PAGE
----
The plaintiff claims that the conclusions of the trial court upon the facts found, as to the negligence of the defendant, and the contributory negligence of the plaintiff, are inferences or conclusions of law, which may be reviewed by this court upon an appear and the defendant claims that they are inferences or conclusions of fact, which cannot be so reviewed. If the plaintiff is right in his claim, this court can and ought to review the conclusions aforesaid. If the defendant is right, there is, properly, no question presented upon the record for the consideration of this court. Whether, in a given case involving the question of negligence of either the plaintiff or defendant, the conclusion or inference of negligence drawn by the trier or triers is one which this court has or has not the power to review, Is always an important, and often a difficult, question to determine. Its importance arises from the fact that in the former case such conclusion may, upon review, be either sustained or set aside by this court; while in the latter case such conclusion, whether drawn correctly or not, is, generally speaking, final and conclusive. The difficulty of determining whether the conclusion belongs to one or the other of these classes arises, in part at least, from the complex nature of negligence, as a legal conception, and the fact that the word "negligence" is frequently used for only a part of this complex conception. "Negligence, like ownership, is a complex conception. Just as the latter imports the existence of certain facts, and also the consequence (protection against all the world) which the law attaches to those facts, the former imports the existence of certain facts, (conduct,) and also The consequence (liability) which the law attaches to those facts." Holmes, Com. Law, p. 115. This conception involves, as its main elements, the subordinate conceptions of a duty resting upon one person, respecting his conduct towards others, a violation of such duty, through heedlessness or inattention on the part of him on whom it rests; a resulting legal injury or harm to others as an effect; and the legal liability consequent thereon. Accordingly, as a legal conception, "negligence" has been defined as follows: "A breach of duty, unintentional, and proximately producing injury to another possessing equal rights." Smith, Neg. p. 1. But neither in text-books, nor in judicial decisions, is the word "negligence" used at all times as standing for all the elements of this entire complex conception. When, in courts of law, the principal question is, what was the conduct? it is customary, and perhaps allowable, to say that the question of negligence is one of fact, to be determined by the trier, and, when the question principally respects the duty or the liability, to say that it is a question of law. When, therefore, in text-books, or in adjudged cases, the assertion is made that the "question of negligence" is a "question of fact," or is a "question of law," or is a "mixed question of law and of fact," no confusion of thought will result, if the sense in which the word "negligence" is used in the particular instance be ascertained, and this, in most cases, may be readily determined from the context.

But another, and perhaps the chief, cause of the difficulty of determining, in a given case, whether the conclusion as to negligence is one of law or of fact, arises from another source, which we will now consider. The conception of negligence, as we have seen, involves the idea of a duty to act in a certain way towards others, and a violation of that duty by acts or conduct of a contrary nature. The duty is imposed by law, either directly by establishing specific or general rides of conduct binding upon all persons, or indirectly, through legal agreements, made by the parties concerned. It is with duties not arising out of contract that we are here concerned. There is further involved, in the legal conception of negligence, the existence of a test or standard of conduct, with which the given conduct is to be compared, and by which it is to be judged. The question whether the given conduct comes up to the standard is frequently called the question of negligence. The result of comparing the conduct with the standard is generally spoken of as "negligence," or "the finding of negligence." Negligence, in this last sense, is always a conclusion or inference, and never a "fact," in the ordinary sense of that word. When the question of negligence, in the above sense, can be answered by the court, it is called a question of law, and the answer is called an inference or conclusion of law; when it is and must be answered by a jury or other trier, it is generally called a question of fact, and the answer is called an inference or conclusion of fact. Where the law itself prescribes and defines beforehand the precise specific conduct required, under given circumstances, the standard by which such conduct is to be judged is found in the law. When, in such a case, the conduct has been ascertained, the law, through the court, determines whether the conduct comes up to the standard. The rules of the road, some of the rules of navigation, and the law requiring the sounding of the whistle or the ringing of the bell of a locomotive approaching a grade crossing, at a specified distance therefrom, may serve as instances of this kind. Of course, if, in cases of this kind, one of the parties injures another, he is not necessarily absolved from blame, by showing a compliance with the specific rule of law, for it may be that while so doing he neglected other duties which the law imposed upon him. But when the only question is whether the ascertained conduct comes up to the standard fixed by the specific rule or lavs, the conclusion, inference, or judgment that it does or does not is, as we have said, one of law. A question of law, in the true sense, is one that can be decided by the application, to the specific facts found to exist, (here the conduct of some person, and the circumstances under which he acted or omitted to act,) of a pre-existing rule. Such a rule must contain a description of the kind of circumstances to which it is to apply, and the kind of conduct required. Terry, Anglo-Amer. Law, par. 72.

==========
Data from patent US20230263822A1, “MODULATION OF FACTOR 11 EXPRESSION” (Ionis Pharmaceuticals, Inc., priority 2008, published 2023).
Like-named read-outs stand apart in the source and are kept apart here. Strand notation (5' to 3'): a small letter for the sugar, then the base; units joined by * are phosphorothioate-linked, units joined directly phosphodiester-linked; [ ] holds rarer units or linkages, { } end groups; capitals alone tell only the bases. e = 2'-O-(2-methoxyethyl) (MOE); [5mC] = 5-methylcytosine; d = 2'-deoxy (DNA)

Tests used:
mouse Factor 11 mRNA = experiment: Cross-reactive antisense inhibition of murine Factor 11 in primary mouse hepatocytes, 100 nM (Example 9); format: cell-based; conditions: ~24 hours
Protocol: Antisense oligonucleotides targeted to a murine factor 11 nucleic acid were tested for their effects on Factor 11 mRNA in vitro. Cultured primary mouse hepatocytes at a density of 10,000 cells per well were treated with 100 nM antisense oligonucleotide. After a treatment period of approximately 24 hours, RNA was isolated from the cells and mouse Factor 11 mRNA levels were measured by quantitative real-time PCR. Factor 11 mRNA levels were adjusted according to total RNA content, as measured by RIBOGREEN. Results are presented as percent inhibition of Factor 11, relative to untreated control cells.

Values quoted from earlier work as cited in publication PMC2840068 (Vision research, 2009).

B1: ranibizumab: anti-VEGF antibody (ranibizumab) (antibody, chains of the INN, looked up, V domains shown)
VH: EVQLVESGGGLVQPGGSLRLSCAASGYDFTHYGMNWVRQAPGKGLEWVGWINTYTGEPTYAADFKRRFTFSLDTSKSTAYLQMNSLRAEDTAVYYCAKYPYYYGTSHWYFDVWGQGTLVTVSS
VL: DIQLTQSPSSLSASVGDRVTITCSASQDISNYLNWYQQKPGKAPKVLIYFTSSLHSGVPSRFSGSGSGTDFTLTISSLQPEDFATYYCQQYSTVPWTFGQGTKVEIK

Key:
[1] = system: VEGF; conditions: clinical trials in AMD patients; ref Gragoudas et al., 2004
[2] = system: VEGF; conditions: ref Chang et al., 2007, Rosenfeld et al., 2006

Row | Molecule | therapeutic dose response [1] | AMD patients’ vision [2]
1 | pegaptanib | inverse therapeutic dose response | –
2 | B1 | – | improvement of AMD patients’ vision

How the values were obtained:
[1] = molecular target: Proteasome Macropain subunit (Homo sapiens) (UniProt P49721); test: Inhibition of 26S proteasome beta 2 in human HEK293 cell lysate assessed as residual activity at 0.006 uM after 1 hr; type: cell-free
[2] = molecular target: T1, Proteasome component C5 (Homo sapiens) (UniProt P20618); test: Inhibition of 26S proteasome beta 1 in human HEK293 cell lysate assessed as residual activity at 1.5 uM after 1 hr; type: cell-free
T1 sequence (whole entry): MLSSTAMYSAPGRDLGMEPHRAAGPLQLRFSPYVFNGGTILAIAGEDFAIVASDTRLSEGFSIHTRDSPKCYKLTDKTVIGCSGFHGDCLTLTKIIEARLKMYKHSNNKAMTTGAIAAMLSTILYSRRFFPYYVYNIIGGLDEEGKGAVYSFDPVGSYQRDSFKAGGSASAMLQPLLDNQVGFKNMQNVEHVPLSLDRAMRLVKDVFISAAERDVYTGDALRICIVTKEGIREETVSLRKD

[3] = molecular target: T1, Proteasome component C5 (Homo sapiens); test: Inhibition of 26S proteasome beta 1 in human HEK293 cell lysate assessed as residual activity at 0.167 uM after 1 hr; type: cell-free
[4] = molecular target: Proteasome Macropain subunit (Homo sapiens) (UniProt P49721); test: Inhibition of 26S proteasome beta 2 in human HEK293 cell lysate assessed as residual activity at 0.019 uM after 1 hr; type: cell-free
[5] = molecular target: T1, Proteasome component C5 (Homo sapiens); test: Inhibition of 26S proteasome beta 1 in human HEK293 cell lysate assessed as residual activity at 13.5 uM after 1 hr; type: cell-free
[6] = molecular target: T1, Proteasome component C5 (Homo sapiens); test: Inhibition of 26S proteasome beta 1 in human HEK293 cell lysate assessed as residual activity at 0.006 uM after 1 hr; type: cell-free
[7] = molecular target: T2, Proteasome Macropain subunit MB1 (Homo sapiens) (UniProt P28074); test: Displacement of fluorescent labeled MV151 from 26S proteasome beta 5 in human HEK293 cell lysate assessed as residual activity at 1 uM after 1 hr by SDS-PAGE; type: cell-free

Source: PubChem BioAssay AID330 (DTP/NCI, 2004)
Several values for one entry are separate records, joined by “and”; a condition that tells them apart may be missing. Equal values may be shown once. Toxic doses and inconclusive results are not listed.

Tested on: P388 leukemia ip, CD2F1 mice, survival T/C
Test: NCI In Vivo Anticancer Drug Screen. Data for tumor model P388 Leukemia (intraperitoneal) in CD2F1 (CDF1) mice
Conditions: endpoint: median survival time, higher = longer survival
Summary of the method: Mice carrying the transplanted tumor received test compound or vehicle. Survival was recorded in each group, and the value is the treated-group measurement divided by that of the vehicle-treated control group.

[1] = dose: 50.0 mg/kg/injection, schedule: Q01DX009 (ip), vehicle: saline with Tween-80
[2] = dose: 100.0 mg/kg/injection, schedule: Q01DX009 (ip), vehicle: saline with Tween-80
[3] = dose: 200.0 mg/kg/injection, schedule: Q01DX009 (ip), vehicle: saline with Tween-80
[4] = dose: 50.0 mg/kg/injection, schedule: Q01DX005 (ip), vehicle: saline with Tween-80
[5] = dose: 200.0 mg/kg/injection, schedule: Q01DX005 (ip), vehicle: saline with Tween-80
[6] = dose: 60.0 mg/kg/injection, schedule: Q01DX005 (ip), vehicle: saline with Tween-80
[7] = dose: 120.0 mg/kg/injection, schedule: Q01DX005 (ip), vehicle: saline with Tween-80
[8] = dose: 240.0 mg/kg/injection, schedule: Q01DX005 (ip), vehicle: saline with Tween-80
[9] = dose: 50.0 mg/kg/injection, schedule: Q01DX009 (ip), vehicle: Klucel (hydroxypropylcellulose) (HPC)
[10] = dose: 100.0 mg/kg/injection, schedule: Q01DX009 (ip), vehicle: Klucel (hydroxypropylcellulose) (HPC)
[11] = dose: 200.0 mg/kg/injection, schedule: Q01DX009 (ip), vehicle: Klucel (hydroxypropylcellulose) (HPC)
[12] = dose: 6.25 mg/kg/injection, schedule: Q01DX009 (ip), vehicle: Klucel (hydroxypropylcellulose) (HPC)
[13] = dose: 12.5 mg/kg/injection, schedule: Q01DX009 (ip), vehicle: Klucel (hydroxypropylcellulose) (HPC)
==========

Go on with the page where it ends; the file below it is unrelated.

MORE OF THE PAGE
In such cases, as this court said in substance in Hayden v Allyn, 55 Conn. 289, 11 Atl. Rep. 31, the evidence exhausts itself in producing the facts found. Nothing remains but for the court, in the exercise of its legal discretion, to draw the inference of liability or non-liability, and this inference or conclusion can, in such cases, always be reviewed by this court. Clear cases of this kind usually present no difficulty. As applicable to most cases, however, the law has not provided specific and precise rules of conduct; it contents itself with laying down some few wide, general rules. The rule that all persons must act and conduct themselves, under all circumstances, as a man of ordinary prudence would act, under like circumstances, is an illustration of this class of rules of laws. This general rule of conduct is not a standard of conduct, in the same sense in which a fixed rule of law is such a standard. In most cases, where it must be applied, the principal controversy is over the question, what would have been the conduct of a man of ordinary prudence, under the circumstances? Manifestly the rule itself can furnish no answer to that question in such cases. "The rule usually propounded, to act as a reasonable and prudent man would act in the circumstances, still leaves open the question how such a man would act." Id. It is also a varying standard. "In dangerous situations, ordinary care...